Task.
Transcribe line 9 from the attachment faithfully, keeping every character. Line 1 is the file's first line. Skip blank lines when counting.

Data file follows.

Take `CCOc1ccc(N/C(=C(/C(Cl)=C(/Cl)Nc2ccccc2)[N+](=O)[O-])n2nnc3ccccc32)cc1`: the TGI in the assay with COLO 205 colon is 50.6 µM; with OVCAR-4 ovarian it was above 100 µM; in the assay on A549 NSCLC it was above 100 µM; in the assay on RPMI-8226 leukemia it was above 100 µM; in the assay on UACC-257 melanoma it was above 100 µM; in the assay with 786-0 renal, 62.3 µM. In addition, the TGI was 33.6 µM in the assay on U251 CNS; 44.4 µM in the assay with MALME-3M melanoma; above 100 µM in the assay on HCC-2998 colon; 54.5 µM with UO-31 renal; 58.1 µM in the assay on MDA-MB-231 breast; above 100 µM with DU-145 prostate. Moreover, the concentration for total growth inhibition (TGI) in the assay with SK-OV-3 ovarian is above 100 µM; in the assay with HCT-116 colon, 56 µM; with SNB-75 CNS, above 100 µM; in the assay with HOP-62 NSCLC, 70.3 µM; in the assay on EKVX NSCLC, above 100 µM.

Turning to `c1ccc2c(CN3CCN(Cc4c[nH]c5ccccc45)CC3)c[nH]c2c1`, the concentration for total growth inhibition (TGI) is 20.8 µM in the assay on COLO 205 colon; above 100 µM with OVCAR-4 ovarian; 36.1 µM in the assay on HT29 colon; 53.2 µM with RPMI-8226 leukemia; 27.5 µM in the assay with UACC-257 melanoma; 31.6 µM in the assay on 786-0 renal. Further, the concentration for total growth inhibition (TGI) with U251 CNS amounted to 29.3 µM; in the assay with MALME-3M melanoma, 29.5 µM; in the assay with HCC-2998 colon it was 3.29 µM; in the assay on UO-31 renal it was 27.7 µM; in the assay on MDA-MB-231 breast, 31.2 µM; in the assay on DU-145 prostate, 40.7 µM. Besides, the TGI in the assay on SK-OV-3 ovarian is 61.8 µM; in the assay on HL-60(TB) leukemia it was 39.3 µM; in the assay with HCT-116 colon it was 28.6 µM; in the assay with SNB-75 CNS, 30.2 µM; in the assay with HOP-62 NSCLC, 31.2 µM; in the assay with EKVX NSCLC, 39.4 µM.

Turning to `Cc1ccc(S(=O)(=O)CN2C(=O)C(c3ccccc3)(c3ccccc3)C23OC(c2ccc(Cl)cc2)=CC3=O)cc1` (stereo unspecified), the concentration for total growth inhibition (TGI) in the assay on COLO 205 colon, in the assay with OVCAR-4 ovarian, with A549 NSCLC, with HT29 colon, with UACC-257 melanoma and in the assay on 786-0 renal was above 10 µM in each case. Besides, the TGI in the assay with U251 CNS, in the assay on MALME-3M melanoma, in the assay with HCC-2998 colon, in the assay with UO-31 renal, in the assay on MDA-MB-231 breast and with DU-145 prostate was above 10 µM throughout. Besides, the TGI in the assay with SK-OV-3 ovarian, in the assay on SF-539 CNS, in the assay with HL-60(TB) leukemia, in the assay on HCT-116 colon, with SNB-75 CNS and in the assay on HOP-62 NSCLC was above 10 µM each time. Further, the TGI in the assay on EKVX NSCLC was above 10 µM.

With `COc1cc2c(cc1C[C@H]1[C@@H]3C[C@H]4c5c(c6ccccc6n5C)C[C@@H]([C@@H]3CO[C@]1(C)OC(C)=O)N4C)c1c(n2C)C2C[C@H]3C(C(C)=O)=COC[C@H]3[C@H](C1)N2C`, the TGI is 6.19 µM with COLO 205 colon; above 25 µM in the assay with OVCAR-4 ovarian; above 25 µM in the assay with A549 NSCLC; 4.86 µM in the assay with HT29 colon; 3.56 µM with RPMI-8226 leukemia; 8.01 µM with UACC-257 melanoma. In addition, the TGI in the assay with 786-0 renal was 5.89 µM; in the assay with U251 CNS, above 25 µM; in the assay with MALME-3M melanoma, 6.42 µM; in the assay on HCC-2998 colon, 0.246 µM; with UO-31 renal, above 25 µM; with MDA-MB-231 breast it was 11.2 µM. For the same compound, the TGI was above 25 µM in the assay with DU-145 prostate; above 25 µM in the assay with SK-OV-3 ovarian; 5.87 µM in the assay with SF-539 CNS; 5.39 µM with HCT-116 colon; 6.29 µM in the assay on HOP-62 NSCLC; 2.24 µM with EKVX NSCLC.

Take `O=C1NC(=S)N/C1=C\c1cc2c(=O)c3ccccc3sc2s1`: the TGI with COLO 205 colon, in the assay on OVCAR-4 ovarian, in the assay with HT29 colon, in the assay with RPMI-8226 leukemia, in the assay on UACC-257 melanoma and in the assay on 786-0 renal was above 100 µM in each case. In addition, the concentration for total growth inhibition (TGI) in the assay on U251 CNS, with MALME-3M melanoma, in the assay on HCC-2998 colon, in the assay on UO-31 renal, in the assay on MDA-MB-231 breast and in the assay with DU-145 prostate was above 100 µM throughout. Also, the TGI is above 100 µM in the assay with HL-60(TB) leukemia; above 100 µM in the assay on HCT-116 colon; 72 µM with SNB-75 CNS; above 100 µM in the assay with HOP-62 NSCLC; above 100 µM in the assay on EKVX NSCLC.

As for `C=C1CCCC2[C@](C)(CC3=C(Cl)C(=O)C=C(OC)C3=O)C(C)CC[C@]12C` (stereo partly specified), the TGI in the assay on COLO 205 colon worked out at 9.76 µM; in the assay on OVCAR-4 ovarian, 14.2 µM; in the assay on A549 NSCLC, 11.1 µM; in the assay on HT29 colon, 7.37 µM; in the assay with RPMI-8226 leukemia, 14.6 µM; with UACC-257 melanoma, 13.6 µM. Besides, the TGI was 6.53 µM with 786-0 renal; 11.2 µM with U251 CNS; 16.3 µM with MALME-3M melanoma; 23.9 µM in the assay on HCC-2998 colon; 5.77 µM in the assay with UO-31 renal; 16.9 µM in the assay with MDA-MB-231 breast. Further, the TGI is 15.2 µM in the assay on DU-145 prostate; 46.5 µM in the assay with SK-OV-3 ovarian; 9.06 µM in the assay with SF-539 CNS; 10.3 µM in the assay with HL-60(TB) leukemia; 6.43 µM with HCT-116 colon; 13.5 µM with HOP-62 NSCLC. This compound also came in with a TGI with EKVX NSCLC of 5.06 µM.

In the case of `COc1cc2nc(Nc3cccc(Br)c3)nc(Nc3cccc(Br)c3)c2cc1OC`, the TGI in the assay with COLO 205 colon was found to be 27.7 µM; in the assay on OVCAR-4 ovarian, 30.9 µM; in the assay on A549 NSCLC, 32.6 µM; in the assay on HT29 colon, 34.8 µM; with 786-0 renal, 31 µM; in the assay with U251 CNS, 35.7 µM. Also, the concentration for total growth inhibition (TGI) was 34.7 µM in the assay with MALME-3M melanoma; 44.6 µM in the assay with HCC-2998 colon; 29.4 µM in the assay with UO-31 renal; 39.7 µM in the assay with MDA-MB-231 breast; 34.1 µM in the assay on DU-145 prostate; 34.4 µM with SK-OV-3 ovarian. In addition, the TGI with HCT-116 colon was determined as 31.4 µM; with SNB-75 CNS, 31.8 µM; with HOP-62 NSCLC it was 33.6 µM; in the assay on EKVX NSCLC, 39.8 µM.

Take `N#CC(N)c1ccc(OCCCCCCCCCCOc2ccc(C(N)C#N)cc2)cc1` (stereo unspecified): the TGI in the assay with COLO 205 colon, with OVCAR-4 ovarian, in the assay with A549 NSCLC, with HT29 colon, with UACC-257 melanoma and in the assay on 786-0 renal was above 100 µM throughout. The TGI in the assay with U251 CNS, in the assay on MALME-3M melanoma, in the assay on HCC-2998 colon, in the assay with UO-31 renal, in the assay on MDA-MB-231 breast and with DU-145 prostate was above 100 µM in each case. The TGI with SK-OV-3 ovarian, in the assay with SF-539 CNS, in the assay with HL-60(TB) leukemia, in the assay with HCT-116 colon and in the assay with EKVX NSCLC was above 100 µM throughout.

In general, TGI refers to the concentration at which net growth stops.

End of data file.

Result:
In general, TGI refers to the concentration at which net growth stops.